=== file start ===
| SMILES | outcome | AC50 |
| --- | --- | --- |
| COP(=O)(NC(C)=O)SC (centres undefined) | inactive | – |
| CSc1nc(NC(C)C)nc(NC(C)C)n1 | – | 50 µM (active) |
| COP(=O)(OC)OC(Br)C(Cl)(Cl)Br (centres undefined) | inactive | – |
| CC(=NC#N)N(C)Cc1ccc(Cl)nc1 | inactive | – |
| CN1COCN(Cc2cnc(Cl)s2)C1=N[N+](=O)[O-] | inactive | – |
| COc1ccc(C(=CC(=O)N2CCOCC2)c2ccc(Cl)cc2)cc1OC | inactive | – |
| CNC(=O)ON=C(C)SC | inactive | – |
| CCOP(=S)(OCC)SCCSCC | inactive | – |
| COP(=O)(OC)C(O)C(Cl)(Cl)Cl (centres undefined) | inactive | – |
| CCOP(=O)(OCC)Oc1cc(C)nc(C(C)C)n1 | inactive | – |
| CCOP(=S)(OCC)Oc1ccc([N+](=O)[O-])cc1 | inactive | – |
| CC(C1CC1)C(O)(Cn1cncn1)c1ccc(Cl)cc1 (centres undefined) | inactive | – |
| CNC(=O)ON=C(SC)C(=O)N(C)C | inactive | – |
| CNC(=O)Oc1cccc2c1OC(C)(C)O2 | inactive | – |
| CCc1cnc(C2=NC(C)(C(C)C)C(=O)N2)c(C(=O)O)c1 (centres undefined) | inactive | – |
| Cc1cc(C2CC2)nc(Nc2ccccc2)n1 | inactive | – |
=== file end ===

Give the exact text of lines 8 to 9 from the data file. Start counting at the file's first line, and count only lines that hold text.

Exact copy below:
| COc1ccc(C(=CC(=O)N2CCOCC2)c2ccc(Cl)cc2)cc1OC | inactive | – |
| CNC(=O)ON=C(C)SC | inactive | – |